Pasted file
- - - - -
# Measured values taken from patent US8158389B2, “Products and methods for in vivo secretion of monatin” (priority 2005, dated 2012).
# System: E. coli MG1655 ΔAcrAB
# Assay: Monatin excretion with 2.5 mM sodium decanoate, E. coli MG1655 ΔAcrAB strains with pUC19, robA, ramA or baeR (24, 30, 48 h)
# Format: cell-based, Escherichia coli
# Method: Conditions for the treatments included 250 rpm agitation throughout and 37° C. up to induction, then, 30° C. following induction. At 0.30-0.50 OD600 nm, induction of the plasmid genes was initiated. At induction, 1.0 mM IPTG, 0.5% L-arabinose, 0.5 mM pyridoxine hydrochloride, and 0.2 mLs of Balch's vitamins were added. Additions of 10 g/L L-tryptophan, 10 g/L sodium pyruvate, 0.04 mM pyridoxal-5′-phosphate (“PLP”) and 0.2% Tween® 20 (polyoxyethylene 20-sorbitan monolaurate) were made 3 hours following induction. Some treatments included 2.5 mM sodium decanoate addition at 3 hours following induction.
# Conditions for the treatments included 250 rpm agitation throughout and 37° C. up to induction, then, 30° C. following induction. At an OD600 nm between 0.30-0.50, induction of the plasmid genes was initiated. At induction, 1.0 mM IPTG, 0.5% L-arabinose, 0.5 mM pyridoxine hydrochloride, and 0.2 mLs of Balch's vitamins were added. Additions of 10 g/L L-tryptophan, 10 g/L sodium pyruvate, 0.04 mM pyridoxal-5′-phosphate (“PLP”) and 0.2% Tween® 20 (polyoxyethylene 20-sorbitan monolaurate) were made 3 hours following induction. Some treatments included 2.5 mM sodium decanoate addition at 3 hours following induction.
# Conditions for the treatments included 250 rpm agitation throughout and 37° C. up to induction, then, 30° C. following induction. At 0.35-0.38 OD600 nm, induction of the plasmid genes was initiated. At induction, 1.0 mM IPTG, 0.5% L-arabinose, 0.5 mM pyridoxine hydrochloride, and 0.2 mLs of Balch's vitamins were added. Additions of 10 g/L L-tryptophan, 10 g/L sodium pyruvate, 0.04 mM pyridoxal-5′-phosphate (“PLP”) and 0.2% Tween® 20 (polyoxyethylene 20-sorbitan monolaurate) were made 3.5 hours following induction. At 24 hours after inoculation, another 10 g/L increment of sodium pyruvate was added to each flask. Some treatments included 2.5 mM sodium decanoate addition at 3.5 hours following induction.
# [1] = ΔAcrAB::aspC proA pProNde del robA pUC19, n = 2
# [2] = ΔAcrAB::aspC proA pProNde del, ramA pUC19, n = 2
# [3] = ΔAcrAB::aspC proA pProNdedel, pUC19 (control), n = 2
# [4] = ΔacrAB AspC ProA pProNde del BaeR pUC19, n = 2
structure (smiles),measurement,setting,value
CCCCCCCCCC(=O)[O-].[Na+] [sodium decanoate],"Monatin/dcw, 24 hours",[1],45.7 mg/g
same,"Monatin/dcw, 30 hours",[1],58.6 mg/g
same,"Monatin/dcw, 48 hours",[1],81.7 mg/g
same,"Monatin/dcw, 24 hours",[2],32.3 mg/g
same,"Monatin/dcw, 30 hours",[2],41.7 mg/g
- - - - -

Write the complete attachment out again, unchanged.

# Measured values taken from patent US8158389B2, “Products and methods for in vivo secretion of monatin” (priority 2005, dated 2012).
# System: E. coli MG1655 ΔAcrAB
# Assay: Monatin excretion with 2.5 mM sodium decanoate, E. coli MG1655 ΔAcrAB strains with pUC19, robA, ramA or baeR (24, 30, 48 h)
# Format: cell-based, Escherichia coli
# Method: Conditions for the treatments included 250 rpm agitation throughout and 37° C. up to induction, then, 30° C. following induction. At 0.30-0.50 OD600 nm, induction of the plasmid genes was initiated. At induction, 1.0 mM IPTG, 0.5% L-arabinose, 0.5 mM pyridoxine hydrochloride, and 0.2 mLs of Balch's vitamins were added. Additions of 10 g/L L-tryptophan, 10 g/L sodium pyruvate, 0.04 mM pyridoxal-5′-phosphate (“PLP”) and 0.2% Tween® 20 (polyoxyethylene 20-sorbitan monolaurate) were made 3 hours following induction. Some treatments included 2.5 mM sodium decanoate addition at 3 hours following induction.
# Conditions for the treatments included 250 rpm agitation throughout and 37° C. up to induction, then, 30° C. following induction. At an OD600 nm between 0.30-0.50, induction of the plasmid genes was initiated. At induction, 1.0 mM IPTG, 0.5% L-arabinose, 0.5 mM pyridoxine hydrochloride, and 0.2 mLs of Balch's vitamins were added. Additions of 10 g/L L-tryptophan, 10 g/L sodium pyruvate, 0.04 mM pyridoxal-5′-phosphate (“PLP”) and 0.2% Tween® 20 (polyoxyethylene 20-sorbitan monolaurate) were made 3 hours following induction. Some treatments included 2.5 mM sodium decanoate addition at 3 hours following induction.
# Conditions for the treatments included 250 rpm agitation throughout and 37° C. up to induction, then, 30° C. following induction. At 0.35-0.38 OD600 nm, induction of the plasmid genes was initiated. At induction, 1.0 mM IPTG, 0.5% L-arabinose, 0.5 mM pyridoxine hydrochloride, and 0.2 mLs of Balch's vitamins were added. Additions of 10 g/L L-tryptophan, 10 g/L sodium pyruvate, 0.04 mM pyridoxal-5′-phosphate (“PLP”) and 0.2% Tween® 20 (polyoxyethylene 20-sorbitan monolaurate) were made 3.5 hours following induction. At 24 hours after inoculation, another 10 g/L increment of sodium pyruvate was added to each flask. Some treatments included 2.5 mM sodium decanoate addition at 3.5 hours following induction.
# [1] = ΔAcrAB::aspC proA pProNde del robA pUC19, n = 2
# [2] = ΔAcrAB::aspC proA pProNde del, ramA pUC19, n = 2
# [3] = ΔAcrAB::aspC proA pProNdedel, pUC19 (control), n = 2
# [4] = ΔacrAB AspC ProA pProNde del BaeR pUC19, n = 2
structure (smiles),measurement,setting,value
CCCCCCCCCC(=O)[O-].[Na+] [sodium decanoate],"Monatin/dcw, 24 hours",[1],45.7 mg/g
same,"Monatin/dcw, 30 hours",[1],58.6 mg/g
same,"Monatin/dcw, 48 hours",[1],81.7 mg/g
same,"Monatin/dcw, 24 hours",[2],32.3 mg/g
same,"Monatin/dcw, 30 hours",[2],41.7 mg/g